'Sarli and His Woman'
Code: CMMP001
Media: Oil on canvas

Original Painting: oil on canvas, 87cm x 97cm, circa 1928

‘Sarli and his wife, both bush born, lived in the metropolis of Samarai at the eastern tip of New Guinea, because he was in His Majesty's Service (now Her) which is stationed on the tiny island. Members of the Native Constabulary are Papua's finest. They performed invaluable service during World War II as scouts, guides, interpreters and even raiding units. Absolute loyalty to the white "Guv'men" is one requirement but they are also selected for their physical strength and for "stamina, courage, self-discipline and an authoritative personality". For graduates of the Service are appointed headmen (modern word for chief) and returned to their villages to act as intermediary between the Government and village.

Sarli was sent to pose for his portrait by the local Government officer who selected him as best representing the Service. He had once saved a white man's life … but that did not necessarily make him an ideal Melanesian model. He appeared for the sitting carrying a rifle … something no village native is permitted to own … and clad in the uniform of which he was so proud, a dark blue woolen jumper nattily trimmed with red bands! But he also brought his new young wife of whom he was even more proud. He wanted a "pic-a-tur" of her and would pay one s(h)illing for it.

Ordinarily native models were paid for posing with "trade" tobacco, none had ever wanted a picture, nor before had offered cash in any trade. A deal was made: Sarli received a drawing of his wife's head in exchange for her sitting for a portrait. Then after he had watched the painting something was revealed to him. When he appeared to pose for his portrait, the woolen shirt was left off and he wore a superb coral and shell necklace and carried a gourd lime box with a pig tusk stopper, and a spatulate for digging the lime out of the box.

Undeniably these were more decorative than the blue wool, but they were not necessarily products of his own village or even district. A great deal of trading goes on between natives from different areas whenever they converge, and the most that can be said of the artifacts they wear is that they are Melanesian products, and generally of the area in which they are found. The coral necklace could not be identified by island, only that it was an old piece and, because it was made of deep pink coral disks (the most valuable) it was "money". That is, could be used in trade. The gourd lime box and spatulate may have belonged to the wife, for she chewed betel nut and lime is used with the nut. Members of the Constabulary are forbidden betel nut. Origin of the box is unknown but the spatulate was easily identified as having been made in the Trobriand Islands north of Samarai. The black wood, hard as glass and almost as brittle, with shallow incising filled with white paste, and the graceful linear designs, distinguish the expert artisans of this group from all others in the Coral Sea.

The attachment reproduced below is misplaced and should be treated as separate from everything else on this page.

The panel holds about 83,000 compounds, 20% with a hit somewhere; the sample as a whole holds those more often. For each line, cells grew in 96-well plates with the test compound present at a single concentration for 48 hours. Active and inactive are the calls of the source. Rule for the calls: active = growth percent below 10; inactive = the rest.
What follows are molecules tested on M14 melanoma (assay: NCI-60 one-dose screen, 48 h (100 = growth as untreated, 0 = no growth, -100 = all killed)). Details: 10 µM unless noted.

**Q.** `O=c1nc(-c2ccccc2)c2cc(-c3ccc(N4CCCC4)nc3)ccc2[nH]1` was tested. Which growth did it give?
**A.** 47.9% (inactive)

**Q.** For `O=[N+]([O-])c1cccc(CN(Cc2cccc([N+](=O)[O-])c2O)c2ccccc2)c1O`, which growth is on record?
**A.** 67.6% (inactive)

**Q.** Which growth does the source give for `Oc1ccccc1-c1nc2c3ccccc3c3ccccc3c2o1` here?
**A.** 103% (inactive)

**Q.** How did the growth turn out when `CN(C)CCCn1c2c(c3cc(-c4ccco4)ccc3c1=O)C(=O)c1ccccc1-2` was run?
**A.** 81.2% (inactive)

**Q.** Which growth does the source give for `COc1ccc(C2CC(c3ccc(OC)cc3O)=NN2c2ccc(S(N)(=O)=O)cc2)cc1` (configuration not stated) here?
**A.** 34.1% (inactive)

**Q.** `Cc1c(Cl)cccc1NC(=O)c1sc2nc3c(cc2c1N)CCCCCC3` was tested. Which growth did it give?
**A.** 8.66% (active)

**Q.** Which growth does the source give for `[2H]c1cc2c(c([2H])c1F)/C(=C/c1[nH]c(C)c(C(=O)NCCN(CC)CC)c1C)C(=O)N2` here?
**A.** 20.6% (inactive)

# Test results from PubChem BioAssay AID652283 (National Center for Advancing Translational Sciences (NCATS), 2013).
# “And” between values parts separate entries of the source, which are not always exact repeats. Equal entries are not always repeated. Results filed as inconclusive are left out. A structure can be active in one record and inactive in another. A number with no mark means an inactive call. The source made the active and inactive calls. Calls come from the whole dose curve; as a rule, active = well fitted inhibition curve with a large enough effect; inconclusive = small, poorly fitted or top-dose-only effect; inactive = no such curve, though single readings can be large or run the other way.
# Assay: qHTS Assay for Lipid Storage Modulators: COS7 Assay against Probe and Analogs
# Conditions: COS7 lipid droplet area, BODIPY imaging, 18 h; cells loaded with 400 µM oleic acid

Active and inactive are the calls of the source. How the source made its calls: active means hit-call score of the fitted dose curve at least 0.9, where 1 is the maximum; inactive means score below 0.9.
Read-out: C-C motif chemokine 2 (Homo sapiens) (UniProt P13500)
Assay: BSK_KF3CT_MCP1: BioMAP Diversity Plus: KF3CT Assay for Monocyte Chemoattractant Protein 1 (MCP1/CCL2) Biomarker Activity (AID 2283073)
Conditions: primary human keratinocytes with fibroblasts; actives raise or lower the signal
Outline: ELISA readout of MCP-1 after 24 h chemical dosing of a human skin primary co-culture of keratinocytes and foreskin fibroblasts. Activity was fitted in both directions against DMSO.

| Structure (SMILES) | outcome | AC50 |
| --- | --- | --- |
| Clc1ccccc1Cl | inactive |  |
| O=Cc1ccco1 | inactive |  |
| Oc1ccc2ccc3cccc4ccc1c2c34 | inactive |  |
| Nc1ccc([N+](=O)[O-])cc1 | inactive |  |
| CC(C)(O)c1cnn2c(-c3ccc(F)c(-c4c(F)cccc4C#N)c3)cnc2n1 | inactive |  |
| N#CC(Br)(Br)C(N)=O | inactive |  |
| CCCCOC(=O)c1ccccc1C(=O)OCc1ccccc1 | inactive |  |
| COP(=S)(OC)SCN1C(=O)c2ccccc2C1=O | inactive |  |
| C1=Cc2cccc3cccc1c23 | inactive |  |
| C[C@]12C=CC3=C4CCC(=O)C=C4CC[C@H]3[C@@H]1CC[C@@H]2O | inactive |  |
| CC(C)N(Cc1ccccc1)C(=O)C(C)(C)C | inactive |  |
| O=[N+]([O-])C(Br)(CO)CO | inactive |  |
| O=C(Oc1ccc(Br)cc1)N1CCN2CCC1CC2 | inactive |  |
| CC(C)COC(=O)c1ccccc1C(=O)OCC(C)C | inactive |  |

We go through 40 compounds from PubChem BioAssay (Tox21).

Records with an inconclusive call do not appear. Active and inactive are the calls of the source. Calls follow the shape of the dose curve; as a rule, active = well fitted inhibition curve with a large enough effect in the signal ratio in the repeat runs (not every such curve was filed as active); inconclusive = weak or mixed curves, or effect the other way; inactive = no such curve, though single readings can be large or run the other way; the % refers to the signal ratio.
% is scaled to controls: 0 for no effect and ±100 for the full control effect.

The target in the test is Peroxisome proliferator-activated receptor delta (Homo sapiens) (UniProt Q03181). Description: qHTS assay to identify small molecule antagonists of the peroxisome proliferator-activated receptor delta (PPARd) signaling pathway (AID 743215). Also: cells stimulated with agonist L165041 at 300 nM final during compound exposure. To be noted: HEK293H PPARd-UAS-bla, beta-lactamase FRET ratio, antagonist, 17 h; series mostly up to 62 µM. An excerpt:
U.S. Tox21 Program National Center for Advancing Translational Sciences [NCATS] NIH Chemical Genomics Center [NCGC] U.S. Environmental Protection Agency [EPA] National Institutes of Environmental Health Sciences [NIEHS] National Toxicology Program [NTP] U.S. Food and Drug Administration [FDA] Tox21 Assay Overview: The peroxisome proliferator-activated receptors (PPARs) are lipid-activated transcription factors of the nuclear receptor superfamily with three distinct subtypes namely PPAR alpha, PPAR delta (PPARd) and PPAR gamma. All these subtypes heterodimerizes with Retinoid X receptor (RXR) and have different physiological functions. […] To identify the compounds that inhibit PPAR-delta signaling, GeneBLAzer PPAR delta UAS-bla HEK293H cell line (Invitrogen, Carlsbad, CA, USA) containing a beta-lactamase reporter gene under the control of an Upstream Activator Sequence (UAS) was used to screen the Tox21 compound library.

The length of the young wife's skirt, her hair style and the all-over tattooing of her body, all proclaim her clan origin. These styles never change, are never borrowed by one group from another. Patterns of the tattooing, especially, are highly individual, the only thing in common being that, because of the pain, only a small unit of the design is applied at a sitting. And everywhere this marks an event in the girl's development; first menstruation, betrothal, first infant, ect. [sic]
The finale of this portrait was the death of the models, even before the paint was dry, in an epidemic of influenza.’

Caroline Mytinger, circa 1928


Image shown is of the authorised reproduction print displayed in the Mytinger Project: One World, Two Visions exhibition

text © The Phoebe A Hurst Museum of Anthropology and regents of the University of California, Berkely

image © The Mytinger Project

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